Monday, August 15, 2011
From the first quarter of 2010 to the fourth quarter, installations of U.S. residential solar systems rose from 62 megawatts to 74 megawatts (enough to power about 15,000 homes), and the Solar Energy Industries Association reports that the first quarter of 2011 saw similar gains over the same period in 2010. Considering that the total installed solar capacity in the U.S., residential, commercial, and industrial scale of all types included, still hasn’t cracked 3,000 megawatts (enough to power roughly 600,000 homes), this feels like progress.
Yet if you look at residential solar’s share of the total U.S. solar market, the picture is less bright. In 2009, 36 percent of all installed solar systems were on homes; this dropped to 30 percent in 2010, and some experts think that Prices of solar panels are steadily coming down, but are still not low enough to prompt a mass movement to solar, will continue to fall.
“The way the U.S. solar market is really headed is toward utility projects,” said MJ Shiao, a solar markets analyst with Greentech Media Research. He noted that the growth from the first quarter of 2010 to 2011 was about 14 percent in the residential market, compared with an impressive 119 percent for non residential sectors. Just last week, the U.S. Interior Department approved First Solar’s 4,100 acre solar project in the California desert, which is expected to generate enough electricity to power 165,000 homes......Read the entire article.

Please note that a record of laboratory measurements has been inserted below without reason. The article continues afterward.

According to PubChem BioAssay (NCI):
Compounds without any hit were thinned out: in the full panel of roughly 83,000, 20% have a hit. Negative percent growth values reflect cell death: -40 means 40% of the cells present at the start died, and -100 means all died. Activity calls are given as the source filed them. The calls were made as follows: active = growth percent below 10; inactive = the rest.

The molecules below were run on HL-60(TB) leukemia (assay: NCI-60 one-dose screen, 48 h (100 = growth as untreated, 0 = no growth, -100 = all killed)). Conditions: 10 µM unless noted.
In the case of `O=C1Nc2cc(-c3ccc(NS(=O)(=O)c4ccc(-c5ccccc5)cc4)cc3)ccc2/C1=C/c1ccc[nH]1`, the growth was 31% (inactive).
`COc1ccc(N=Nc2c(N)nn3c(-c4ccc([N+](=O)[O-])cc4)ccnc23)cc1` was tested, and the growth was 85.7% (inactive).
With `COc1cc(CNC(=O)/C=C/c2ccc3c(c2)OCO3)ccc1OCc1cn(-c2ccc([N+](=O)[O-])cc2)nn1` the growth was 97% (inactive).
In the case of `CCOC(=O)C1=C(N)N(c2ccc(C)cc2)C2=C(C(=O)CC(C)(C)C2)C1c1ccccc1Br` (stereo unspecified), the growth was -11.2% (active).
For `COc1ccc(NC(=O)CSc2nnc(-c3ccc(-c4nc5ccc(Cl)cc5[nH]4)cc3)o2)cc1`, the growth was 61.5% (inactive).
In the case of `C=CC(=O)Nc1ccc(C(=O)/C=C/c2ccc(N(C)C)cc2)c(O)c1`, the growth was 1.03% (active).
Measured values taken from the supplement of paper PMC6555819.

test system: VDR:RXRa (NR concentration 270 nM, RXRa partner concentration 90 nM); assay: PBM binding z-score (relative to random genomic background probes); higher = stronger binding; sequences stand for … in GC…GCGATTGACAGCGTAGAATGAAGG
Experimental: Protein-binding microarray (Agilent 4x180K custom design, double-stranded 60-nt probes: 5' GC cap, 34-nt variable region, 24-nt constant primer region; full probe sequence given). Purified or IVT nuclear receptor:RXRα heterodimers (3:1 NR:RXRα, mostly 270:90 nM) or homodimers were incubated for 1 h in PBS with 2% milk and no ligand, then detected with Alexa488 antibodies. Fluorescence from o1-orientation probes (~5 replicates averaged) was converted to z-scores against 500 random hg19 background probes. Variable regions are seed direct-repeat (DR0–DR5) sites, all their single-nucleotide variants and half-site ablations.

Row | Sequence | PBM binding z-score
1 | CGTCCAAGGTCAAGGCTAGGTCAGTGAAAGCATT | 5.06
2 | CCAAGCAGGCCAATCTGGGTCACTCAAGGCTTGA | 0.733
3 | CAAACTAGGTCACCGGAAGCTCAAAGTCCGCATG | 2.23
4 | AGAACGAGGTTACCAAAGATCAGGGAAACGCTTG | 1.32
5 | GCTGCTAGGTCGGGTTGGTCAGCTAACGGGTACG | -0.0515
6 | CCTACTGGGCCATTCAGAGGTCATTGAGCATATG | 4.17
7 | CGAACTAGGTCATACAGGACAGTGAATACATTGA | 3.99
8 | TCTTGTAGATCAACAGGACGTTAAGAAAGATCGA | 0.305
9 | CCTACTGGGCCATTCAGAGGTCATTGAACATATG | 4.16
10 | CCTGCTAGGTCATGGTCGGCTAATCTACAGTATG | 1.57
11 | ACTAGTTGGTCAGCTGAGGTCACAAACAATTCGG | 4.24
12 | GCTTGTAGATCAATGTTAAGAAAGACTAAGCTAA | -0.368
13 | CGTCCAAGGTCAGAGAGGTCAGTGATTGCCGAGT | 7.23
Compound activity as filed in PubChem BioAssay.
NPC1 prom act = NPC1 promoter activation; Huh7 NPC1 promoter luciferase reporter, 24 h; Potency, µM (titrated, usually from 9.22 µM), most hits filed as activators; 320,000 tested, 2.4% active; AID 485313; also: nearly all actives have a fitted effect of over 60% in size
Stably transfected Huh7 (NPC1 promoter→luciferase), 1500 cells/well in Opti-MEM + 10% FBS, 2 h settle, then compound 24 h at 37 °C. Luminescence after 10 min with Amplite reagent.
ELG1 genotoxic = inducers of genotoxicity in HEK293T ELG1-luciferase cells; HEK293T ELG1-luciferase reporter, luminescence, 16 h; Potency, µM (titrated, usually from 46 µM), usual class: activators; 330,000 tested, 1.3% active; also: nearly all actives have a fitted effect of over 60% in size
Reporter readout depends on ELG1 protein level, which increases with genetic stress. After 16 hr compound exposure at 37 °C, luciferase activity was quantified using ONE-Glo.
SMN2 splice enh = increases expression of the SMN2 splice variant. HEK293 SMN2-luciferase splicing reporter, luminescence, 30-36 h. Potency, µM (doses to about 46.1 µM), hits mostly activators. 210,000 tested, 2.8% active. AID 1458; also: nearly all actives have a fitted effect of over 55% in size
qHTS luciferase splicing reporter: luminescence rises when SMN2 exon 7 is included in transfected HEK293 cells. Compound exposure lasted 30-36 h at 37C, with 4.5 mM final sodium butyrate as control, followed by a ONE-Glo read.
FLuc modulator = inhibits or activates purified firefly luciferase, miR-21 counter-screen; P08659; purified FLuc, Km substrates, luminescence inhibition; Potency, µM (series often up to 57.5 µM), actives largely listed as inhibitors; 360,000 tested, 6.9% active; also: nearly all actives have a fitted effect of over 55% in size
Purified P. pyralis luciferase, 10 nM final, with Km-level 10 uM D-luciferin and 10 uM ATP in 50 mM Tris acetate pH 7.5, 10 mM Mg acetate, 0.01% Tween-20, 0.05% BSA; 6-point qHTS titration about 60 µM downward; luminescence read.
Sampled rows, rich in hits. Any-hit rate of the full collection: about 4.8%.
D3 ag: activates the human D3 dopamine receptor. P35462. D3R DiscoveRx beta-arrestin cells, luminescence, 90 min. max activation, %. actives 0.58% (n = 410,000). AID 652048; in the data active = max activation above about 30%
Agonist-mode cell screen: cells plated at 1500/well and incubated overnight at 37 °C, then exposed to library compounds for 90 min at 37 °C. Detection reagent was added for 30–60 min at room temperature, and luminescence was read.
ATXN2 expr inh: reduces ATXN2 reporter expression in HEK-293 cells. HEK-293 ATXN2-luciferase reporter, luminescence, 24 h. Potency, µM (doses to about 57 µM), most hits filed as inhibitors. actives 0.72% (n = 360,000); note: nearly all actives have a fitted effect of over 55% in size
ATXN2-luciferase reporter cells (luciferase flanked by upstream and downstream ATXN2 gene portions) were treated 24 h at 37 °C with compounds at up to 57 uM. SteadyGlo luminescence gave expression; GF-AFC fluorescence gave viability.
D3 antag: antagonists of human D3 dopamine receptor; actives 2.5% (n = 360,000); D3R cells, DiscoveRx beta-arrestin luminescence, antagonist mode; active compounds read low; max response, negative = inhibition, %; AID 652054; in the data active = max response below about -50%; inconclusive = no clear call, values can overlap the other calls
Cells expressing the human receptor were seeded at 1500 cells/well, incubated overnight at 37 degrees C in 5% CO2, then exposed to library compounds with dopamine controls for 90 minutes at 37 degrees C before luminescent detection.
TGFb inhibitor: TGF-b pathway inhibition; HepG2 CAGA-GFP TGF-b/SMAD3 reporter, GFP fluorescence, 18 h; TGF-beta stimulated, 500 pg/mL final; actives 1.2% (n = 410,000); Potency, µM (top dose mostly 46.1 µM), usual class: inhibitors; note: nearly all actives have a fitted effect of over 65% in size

Thursday, August 11, 2011
Toyota Motor Sales, U.S.A., Inc. confirmed that its annual national dealer meeting took place here today. The private meeting was attended by representatives from Toyota’s 1,233 U.S. dealers.
Speakers included Toyota Motor Corporation (TMC) President Akio Toyoda, Toyota Motor North America, Inc. (TMA) President and COO Yoshi Inaba, TMS President and COO Jim Lentz, TMS Senior Vice President, Automotive Operations Don Esmond, Toyota Division Group Vice President and General Manager Bob Carter and Vice President-Scion Jack Hollis.
Monday, August 8, 2011
The Environment California Research & Policy Center report, "Building a Clean Energy Workforce: Preparing Californians for New Opportunities in the State's Green Economy," additionally documents nearly 300 green job training programs at more than 130 institutions throughout the state.
Those programs have as many as 15,000 students enrolled annually, the report said. Bernadette Del Chiaro, the center's director of clean energy programs, said green jobs are giving the economy a boost. "Thousands of Californians are seeking refuge from the recession via the growing green energy economy," she said. "Job training programs are a critical engine for developing the work force needed to achieve the state's environmental goals."
That may be true. But some, including economist Christopher Thornberg, figure there's some wiggle room in defining exactly what a "green" job is.
What is a green job?
"Who the hell knows what they classify as a green job?" Thornberg said. "That's what it boils down to. There are very few jobs you could say are truly green - maybe a solar panel installer ... but who else?" The report says that the skills required of a worker in a green job often overlap with those needed for more traditional occupations.
Many workers can transfer their existing skills to a new green job, the study said, if they receive specialized training to fully take advantage of opportunities.
Electricians, for example, must perform many of the same steps when working in an efficient building as in a conventional one. But they must.....Read the entire article.
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